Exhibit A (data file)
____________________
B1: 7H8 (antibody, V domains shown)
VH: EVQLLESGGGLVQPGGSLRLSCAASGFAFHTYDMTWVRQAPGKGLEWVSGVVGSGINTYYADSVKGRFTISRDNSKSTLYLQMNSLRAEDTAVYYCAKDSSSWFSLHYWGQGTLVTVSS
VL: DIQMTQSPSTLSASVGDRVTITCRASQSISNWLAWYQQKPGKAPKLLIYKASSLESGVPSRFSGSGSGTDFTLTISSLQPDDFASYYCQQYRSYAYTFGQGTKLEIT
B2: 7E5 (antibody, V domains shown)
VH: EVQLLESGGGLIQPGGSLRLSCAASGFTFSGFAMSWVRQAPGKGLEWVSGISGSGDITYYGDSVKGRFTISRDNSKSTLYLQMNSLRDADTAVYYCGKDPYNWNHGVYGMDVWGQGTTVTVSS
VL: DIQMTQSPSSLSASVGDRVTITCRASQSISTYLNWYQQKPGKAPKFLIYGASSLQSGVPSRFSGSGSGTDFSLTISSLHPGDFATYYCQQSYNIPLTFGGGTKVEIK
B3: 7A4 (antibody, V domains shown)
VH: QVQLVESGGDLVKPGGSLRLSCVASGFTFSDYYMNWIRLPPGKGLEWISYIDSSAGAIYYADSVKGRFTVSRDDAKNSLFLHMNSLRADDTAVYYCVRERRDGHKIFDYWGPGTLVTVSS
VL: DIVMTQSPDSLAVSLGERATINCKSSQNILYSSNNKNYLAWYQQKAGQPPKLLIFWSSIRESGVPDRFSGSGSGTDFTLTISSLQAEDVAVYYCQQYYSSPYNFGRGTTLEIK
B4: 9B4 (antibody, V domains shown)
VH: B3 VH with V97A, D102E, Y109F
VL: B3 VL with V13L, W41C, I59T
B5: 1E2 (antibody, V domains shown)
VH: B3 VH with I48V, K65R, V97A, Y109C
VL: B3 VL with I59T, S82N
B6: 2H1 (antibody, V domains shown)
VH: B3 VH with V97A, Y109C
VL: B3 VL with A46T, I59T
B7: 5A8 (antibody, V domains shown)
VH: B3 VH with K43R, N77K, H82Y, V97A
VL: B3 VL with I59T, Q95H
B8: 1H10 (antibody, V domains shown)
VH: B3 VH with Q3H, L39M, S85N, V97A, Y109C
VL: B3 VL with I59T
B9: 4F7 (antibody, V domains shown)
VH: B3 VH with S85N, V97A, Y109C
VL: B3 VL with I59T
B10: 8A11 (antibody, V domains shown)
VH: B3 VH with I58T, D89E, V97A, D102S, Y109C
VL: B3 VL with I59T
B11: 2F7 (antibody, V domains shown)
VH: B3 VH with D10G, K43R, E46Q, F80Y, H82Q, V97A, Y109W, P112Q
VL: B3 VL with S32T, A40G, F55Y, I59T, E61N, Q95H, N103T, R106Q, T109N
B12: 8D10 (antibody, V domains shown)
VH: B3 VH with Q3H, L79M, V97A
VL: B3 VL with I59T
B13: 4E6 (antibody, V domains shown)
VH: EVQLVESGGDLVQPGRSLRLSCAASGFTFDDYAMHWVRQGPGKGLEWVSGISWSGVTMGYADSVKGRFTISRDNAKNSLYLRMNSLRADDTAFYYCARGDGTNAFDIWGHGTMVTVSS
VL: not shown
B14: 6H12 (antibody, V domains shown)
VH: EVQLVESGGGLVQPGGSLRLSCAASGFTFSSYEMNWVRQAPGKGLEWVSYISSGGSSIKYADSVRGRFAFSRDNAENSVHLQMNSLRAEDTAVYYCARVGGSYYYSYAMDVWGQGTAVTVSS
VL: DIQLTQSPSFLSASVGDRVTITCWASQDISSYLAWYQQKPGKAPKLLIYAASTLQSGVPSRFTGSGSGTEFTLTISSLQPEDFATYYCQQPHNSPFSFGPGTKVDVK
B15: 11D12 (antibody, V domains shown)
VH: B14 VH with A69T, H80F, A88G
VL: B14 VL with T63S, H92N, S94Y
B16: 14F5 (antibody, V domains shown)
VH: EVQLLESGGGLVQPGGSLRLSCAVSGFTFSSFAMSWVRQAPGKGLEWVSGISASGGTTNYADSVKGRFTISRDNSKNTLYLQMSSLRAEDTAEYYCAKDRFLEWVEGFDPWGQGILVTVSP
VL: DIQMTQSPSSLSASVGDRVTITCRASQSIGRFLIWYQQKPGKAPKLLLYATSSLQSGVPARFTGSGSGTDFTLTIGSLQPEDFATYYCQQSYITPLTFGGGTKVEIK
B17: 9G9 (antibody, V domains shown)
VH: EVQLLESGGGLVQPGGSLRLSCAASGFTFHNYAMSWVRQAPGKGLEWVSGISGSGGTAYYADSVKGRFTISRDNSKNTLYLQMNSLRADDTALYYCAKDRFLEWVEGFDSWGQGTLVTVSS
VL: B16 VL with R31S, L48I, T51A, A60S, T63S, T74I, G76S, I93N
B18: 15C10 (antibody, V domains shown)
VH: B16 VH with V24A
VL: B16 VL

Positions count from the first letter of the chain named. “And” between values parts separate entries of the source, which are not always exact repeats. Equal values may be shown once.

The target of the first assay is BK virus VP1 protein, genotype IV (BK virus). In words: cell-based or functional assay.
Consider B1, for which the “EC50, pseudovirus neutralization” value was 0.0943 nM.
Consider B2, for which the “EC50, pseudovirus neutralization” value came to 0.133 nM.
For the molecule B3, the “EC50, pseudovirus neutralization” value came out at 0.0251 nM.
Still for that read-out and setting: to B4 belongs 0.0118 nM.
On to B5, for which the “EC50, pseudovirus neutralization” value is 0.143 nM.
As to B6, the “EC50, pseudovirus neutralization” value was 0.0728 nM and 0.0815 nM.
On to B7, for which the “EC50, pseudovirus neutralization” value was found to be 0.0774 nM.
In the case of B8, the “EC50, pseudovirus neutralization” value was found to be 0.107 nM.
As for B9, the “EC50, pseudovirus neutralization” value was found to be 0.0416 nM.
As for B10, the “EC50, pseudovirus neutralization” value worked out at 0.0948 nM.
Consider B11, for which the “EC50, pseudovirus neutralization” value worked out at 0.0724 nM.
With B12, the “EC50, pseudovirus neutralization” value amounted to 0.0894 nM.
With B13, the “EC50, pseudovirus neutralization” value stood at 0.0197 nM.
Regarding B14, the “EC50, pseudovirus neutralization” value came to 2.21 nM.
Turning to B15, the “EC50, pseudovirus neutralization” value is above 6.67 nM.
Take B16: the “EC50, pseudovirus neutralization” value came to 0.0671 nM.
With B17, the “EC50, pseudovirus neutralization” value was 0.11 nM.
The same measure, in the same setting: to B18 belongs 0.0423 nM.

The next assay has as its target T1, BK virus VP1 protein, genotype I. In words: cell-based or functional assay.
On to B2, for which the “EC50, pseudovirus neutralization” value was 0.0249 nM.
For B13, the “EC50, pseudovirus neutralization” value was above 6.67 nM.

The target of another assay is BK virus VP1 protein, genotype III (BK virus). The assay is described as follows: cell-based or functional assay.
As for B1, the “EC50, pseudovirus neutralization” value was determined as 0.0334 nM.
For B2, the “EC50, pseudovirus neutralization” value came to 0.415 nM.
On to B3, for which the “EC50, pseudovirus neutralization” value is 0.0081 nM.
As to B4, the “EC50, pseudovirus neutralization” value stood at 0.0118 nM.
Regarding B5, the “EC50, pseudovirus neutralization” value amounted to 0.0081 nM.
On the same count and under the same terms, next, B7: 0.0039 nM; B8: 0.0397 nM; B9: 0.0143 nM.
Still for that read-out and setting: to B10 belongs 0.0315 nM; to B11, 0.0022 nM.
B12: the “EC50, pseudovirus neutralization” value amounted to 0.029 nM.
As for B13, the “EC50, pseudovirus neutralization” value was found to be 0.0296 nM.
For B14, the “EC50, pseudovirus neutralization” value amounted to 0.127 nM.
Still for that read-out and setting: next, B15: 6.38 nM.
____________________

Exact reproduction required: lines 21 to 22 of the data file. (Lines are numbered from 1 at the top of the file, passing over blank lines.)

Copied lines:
VL: B3 VL with I59T, Q95H
B8: 1H10 (antibody, V domains shown)